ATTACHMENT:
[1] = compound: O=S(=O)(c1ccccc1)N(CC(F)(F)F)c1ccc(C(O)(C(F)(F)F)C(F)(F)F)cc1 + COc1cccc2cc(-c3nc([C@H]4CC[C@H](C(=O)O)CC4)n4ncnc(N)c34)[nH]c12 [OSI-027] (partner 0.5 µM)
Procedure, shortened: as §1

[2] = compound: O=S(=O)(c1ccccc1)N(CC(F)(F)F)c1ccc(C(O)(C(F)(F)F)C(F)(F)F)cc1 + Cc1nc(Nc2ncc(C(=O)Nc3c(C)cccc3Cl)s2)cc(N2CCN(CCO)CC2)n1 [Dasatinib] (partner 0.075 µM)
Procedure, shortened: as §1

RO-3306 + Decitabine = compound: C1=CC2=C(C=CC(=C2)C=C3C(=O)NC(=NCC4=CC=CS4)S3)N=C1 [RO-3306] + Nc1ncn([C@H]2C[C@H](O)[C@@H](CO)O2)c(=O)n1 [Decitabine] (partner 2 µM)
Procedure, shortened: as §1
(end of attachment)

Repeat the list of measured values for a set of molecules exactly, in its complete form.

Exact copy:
[1] = compound: O=S(=O)(c1ccccc1)N(CC(F)(F)F)c1ccc(C(O)(C(F)(F)F)C(F)(F)F)cc1 + COc1cccc2cc(-c3nc([C@H]4CC[C@H](C(=O)O)CC4)n4ncnc(N)c34)[nH]c12 [OSI-027] (partner 0.5 µM)
Procedure, shortened: as §1

[2] = compound: O=S(=O)(c1ccccc1)N(CC(F)(F)F)c1ccc(C(O)(C(F)(F)F)C(F)(F)F)cc1 + Cc1nc(Nc2ncc(C(=O)Nc3c(C)cccc3Cl)s2)cc(N2CCN(CCO)CC2)n1 [Dasatinib] (partner 0.075 µM)
Procedure, shortened: as §1

RO-3306 + Decitabine = compound: C1=CC2=C(C=CC(=C2)C=C3C(=O)NC(=NCC4=CC=CS4)S3)N=C1 [RO-3306] + Nc1ncn([C@H]2C[C@H](O)[C@@H](CO)O2)c(=O)n1 [Decitabine] (partner 2 µM)
Procedure, shortened: as §1